The agents exchanged looks but didn’t press him for details. She couldn’t say why Shanderly’s sudden sickness did not sit well with her. Her hands shook and she peered down at them before slipping one into her blazer. She did not have nerves of steel, but she wasn’t the type to get herself so worked up. Something felt wrong about this whole ordeal and she couldn’t quite put her finger on it.
Van den Broeke took the time to surveil her surroundings. The room possessed the same sterile white undecorated walls as the rest of the hospital. The only furnishings were the row of seats where Shanderly had seated himself, a long steel table and matching chair were bolted to the ground and a pair of padded seats sat on the opposite side.
Amy turned, catching movement out of the corner of her eyes, an inky black substance slinked through the air in the doorway and a form jerked into view. The shadow woman stood before her. Amy strained her eyes trying to get a better look at her face, but, other than a vague outline, all she made out was her eyes.
“They’re coming now. Be ready,” the woman said, peering over her shoulder at Shanderly before turning back to meet Amy’s gaze. “And don’t trust anyone they–”
The visitor stopped, glanced back into the corridor, before dissolving into the air like a wisp of smoke. Amy sucked her breath in, eyeballing first Rathdrum then Shanderly, neither seemed the slightest bit aware that anything strange had happened and she wasn’t sure she should illuminate them. Yes, the stranger had warned her of danger, but she doubted the deputy would open to the idea of portents of doom from an apparition only she could see.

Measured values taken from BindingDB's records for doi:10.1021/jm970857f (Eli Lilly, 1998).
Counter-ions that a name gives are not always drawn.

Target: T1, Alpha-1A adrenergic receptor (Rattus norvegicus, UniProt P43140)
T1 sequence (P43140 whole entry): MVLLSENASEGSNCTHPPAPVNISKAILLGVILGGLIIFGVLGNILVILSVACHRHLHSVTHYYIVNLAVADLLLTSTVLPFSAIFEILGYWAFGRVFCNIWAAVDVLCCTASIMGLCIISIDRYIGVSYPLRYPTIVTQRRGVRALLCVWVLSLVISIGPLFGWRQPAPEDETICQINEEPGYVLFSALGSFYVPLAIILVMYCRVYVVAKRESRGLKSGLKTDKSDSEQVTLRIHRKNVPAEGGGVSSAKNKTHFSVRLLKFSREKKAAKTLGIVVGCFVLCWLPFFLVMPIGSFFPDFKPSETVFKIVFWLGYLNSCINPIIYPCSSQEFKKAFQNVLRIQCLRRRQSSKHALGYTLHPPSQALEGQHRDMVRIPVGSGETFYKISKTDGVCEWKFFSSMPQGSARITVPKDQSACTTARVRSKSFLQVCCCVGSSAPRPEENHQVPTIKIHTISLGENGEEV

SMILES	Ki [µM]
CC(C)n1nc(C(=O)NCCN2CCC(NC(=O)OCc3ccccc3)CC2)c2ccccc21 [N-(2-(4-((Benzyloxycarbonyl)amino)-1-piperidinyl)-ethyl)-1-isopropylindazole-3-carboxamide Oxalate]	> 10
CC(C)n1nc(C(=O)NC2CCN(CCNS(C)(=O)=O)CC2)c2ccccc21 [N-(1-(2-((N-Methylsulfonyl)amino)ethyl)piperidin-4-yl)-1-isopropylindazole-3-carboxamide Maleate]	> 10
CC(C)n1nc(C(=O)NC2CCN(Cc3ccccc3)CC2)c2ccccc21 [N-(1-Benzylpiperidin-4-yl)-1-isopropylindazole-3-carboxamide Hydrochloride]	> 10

“Rathdrum,” she said slipping a hand over her holster and released the thumb break. “Be prepared.”
Rathdrum stiffened, snaking a hand up to strain his tie and turned to meet her gaze. It seemed almost as if someone had flicked a switch. The facade he so carefully laid out evaporated, laying bare the man who lurked just below the surface. Here stood a person who knew what to do in a fight, someone who did what was necessary and didn’t pull any punches. He didn’t enjoy that side of himself, which is why he kept it locked away, but he was always ready to let it out, like a lion unleashed from its cage. All pretense of good humor had faded away from his face and all his rough-edged features seemed all that harsher.
When Harrison returned, he stopped dead in his tracks, peering through the doorway like a deer ready to bolt. He eyed Rathdrum and Van den Broeke, no doubt picking up on their shift in demeanor and shook his head as he stepped inside.
A slender figure bound in restraints that was so tiny, Amelia mistook her for a child, came next, and was trailed into the room by two orderlies adorned in all white coveralls. The taller of the pair, a woman with broad shoulders and a stern frown moved to secure the door behind them, while the second an aging skeleton of a man with a shock of scraggly brown hair guided the girl toward the steel chair and began to fasten her in place.
The girl did not make eye contact with anyone, staring down at the floor instead. Amy might have supposed that it was the behavior of a beaten and dejected soul if not for the fire that burned within those golden cat’s eyes. She had the look of a caged lioness, one who had accepted she’d been imprisoned, but who was biding her time until she had the opportunity to escape.
A loud clang sounded from the door and Amy’s hands shook, and she slipped one of them inside her blazer. The lights flickered and the room went dark.